The idea is simple but will it work? Here’s the deal:
“Spot Us” is a nonprofit website that allows an individual or group to take control of news in their community by sharing the cost (crowdfunding) to commission freelance journalists to write important, or uncovered news stories.
And this is how it will work:
- An individual or journalist creates a pitch that outlines an untold story in a local community.
- Members of your community vote, with their money, on what stories are most important to them.
- A journalist researches the facts and puts together an article. Editors provide check-and-balance on the story.
- Spot.us publishes the story in its news feeds and works with local media outlets to have the articles published more widely.
Sounds neat (as I believe they say in America). It is certainly an attempt to answer one question that I keep getting asked as I tour my book, which is How Will You Fund Networked Journalism?
In a sense what Spot.US is doing is a version of the traditional news organisation. Local newspapers, for example, should be covering stories that their readers want covering. David Cohn is simply changing the delivery mechanism. But that’s important when the current delivery mechanism isn’t working. Now here’s the “Buts” or the “Interesting Questions This Raises”:
- Will it support anything but investigative journalism? That would be good in itself but what about all the other stuff? I am suspicious of projects like ProPublica which separate out investigative journalism from the rest – all journalism needs investment.�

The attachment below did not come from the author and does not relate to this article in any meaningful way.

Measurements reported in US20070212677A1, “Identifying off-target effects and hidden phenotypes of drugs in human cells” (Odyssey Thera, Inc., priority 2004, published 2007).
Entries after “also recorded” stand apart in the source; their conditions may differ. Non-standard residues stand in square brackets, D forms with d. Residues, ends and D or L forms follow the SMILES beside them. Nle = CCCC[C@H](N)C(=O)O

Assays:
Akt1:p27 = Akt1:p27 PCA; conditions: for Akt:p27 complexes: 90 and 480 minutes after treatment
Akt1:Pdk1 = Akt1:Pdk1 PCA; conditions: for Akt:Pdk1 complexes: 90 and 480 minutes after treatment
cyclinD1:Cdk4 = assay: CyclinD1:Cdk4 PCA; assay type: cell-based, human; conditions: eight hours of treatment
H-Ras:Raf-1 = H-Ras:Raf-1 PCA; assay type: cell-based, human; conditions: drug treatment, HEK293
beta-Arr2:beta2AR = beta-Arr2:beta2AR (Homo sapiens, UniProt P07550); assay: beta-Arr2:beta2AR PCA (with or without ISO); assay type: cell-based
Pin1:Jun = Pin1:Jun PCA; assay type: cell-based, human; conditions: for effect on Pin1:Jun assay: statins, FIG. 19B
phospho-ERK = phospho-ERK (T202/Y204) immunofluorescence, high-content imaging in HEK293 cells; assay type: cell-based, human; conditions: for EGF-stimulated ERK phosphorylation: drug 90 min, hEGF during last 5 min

- Will people only get together to fund stuff that they already think they know the answer to? So everyone will commission articles to expose the local chemical plant’s safety record – but will they commission an article arguing that a chemical plant should be built?�
- Will such an ad hoc system be able to generate the traffic, both in terms of business but also in terms of a relationship where people can be bothered to go through the effort of imagination and time to commission something? It seems to me quite a bit leap to expect the public to do what even traditional journalists have struggled to do: come up with story ideas. So I suspect it will end up being the journalists on the site who originate 90% of the ideas. But that might shift over time.�
- what is the community? Spot.US doesn’t have to define it but I am not sure if the users will be able to either�
- Will people pay on an ad hoc basis? people like to contribute (when it’s free) to story aggregation through DIGG etc but will they sign up for micro-payments? I hope so but I doubt it.�
- As for all the questions about balance, impartiality etc? Well, those things don’t worry me. Spot.us will succeed if it is trustworthy, relevant and useful.�
On a more theoretical note. I have been thinking a lot recently about the idea of ‘relevance’. I think it is more important to the future of journalism than truth, trust, or quality. Somehow, journalism has to become more proximate to people’s lives. It has to be a process and a service rather than a product. I think Spot.us could be an interesting way of gaining this kind of relevance.
I wish David and Spot.US well.